Today, I have invited Dr. Annisa Sidi to talk about her digital PhD defense. Annisa Sidi did her PhD thesis on national identity and multiculturalism in Indonesia at the University of Otago in Dunedin, New Zealand. She is part of Indonesia’s diplomatic corps and has resumed her work after submitting her PhD thesis. She also holds an MA in International Relations and International Organisation from the University of Groningen, the Netherlands.
On 1 April 2020, I defended my PhD thesis on Zoom. Unlike perhaps thousands of other PhD candidates who now have to defend their theses virtually because of COVID-19, my thesis defense had been planned to take place virtually since about a year ago. It became clear to my supervisors and myself that I would not be able to finish and submit my thesis to allow for enough time for the defense to take place before my scholarship and student visa expired (I am Indonesian and did my PhD in New Zealand. It is too expensive for me to travel back to New Zealand on my own funds just for the defense).
While I was saddened by the situation, I had enough time to come to terms with it. I kept telling myself that I would have the comfort of my own living room for the viva, and that I could blame poor internet connections if things go bad (I did not do this. In fact, I found a hotel with high-speed in-room internet connection because the internet at my own place could be unreliable).
In any case, even if I had the funds to go to New Zealand, I wouldn’t have been able to, because of COVID-19. And if I did go to New Zealand, the viva would still take place via Zoom due to lockdown policies in place. So what was left for me was to make the best out of the situation.
Naturally, I was nervous about the whole process. My convener told me that because of New Zealand’s lockdown policy, she would have to convene my viva from her home instead of the university’s video conferencing suites, where IT support was always available. She said that this would be a first for her, even though she had convened virtual meetings before from the university premises. I was also nervous about my examiners. Would they be able to make it? What if they mistook the meeting time? What if I overslept? (The viva was scheduled for 3am local time for me.)
As the date drew nearer, I received an email from my convener with an invitation link for my defense on Zoom. It was a private meeting, as is custom at my university. This situation was a relief for me, because I have heard of Zoombombing, which is apparently a new pastime for really mean people. I made sure I had the link saved in multiple places. My convener also passed along some questions from my examiners, so I could prepare ahead of time. There could be more questions on the day, she told me. However, the guiding questions were a good indicator of the direction of the upcoming discussions.
On the d-day, I got online about fifteen minutes before the meeting time, and logged in to Zoom about ten minutes prior. To my delight, after I entered the virtual meeting room, I was greeted by an IT support person from the university! She said she would be there with us for the entire meeting to help with any issues that may arise. This is a blessing for me, and really good practice: I believe this should be the standard for every virtual defense. About two minutes after, my supervisor got online, and we were able to catch up quickly. Afterwards, my convener came online, too, as did my three examiners, one by one. When everyone was there, the convenor started by letting us introduce ourselves to each other, and then gave the floor to me to deliver my thesis presentation.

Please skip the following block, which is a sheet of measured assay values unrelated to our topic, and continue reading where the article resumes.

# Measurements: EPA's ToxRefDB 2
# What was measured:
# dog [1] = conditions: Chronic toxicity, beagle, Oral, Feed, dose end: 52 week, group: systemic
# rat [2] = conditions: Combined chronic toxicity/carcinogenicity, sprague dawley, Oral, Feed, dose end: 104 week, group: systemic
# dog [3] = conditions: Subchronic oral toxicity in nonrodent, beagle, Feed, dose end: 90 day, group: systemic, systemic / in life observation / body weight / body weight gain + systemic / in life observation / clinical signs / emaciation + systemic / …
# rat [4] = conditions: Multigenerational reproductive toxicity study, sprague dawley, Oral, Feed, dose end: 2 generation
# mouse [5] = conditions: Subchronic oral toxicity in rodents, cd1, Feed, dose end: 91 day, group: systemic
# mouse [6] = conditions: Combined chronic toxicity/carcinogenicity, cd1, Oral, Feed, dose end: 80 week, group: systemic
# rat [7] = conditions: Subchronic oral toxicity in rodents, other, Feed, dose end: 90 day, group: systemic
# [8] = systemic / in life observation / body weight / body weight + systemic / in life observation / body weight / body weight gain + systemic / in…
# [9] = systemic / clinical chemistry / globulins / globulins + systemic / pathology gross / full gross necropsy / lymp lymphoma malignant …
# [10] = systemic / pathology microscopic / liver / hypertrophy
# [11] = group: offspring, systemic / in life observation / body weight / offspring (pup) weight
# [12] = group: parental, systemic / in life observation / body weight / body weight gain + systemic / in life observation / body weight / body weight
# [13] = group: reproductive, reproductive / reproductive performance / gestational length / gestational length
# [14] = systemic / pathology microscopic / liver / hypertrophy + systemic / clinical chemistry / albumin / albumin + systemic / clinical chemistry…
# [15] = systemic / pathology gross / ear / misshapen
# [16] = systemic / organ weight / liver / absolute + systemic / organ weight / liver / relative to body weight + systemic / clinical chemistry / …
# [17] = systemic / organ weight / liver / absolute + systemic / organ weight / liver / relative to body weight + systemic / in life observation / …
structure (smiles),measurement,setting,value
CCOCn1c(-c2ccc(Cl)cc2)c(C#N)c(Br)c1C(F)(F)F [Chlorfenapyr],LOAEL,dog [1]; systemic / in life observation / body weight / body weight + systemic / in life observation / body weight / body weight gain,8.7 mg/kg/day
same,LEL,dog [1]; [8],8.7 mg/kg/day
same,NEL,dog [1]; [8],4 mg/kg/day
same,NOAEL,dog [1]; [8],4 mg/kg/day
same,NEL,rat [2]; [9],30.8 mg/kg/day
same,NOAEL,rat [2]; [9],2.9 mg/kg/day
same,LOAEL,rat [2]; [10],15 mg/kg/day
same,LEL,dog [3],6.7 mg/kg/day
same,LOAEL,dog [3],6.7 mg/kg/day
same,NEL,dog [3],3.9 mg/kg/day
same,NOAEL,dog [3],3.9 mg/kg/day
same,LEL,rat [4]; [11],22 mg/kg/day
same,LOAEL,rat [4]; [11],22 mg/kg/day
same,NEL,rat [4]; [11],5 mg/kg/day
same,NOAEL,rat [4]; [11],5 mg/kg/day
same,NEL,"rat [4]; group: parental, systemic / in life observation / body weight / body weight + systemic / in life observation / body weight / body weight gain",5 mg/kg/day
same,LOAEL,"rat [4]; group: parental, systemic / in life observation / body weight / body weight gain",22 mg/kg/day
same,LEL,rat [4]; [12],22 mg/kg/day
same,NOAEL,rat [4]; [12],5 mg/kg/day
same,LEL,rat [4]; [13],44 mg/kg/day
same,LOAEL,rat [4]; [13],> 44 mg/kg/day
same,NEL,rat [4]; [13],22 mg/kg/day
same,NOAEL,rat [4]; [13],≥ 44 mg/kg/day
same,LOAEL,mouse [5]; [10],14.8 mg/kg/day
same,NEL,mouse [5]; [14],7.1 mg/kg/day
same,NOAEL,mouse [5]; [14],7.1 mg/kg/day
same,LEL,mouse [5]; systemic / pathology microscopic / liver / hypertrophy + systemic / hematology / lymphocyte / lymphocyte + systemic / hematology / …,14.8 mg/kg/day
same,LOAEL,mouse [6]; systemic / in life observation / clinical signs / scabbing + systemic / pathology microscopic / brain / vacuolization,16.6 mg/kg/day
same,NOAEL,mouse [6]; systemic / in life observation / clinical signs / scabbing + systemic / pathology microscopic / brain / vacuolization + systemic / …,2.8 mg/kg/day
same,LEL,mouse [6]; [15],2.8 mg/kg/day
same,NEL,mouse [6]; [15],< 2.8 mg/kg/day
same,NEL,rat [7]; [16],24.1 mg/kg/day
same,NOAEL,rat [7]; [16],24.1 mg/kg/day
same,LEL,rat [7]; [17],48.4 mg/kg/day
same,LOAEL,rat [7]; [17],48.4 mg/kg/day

I was given 15 minutes to deliver a presentation on my thesis. The examiners had already read it, so I didn’t have to explain all the details: just my main arguments, as well as my reasons for wanting to do research on my chosen topic (it was national identity and multiculturalism in Indonesia) and my plans for after the PhD. Then the examiners asked me their main questions and we went on with discussions.
My convener did her job exceptionally well. She ensured me that she was there to make sure the defense went smoothly, made sure everyone spoke in turns, and that they spoke slowly and clearly. Her attitude really made me feel that I was in a safe space. After about 90 minutes of discussions, the convener said that my supervisor and I would be kicked out of the meeting for a few minutes while they deliberated on the results. It was the longest ten minutes of my life. To my delight, I was back in the meeting room again and the convener announced that everyone agreed to accept my thesis with minor editorial revisions. There was round of congratulations, a round of thank yous, a round of goodbyes, and just like that, everyone went offline one by one. Thankfully, there were no issues with IT.
For everyone else planning to do a virtual defense, I guess the main takeaway is to make sure you have a convener who knows how to do their job, and if possible, to have an IT support person throughout the meeting. These are extraordinary times, but we will remember our virtual defense forever. Also, I’m thankful for technology!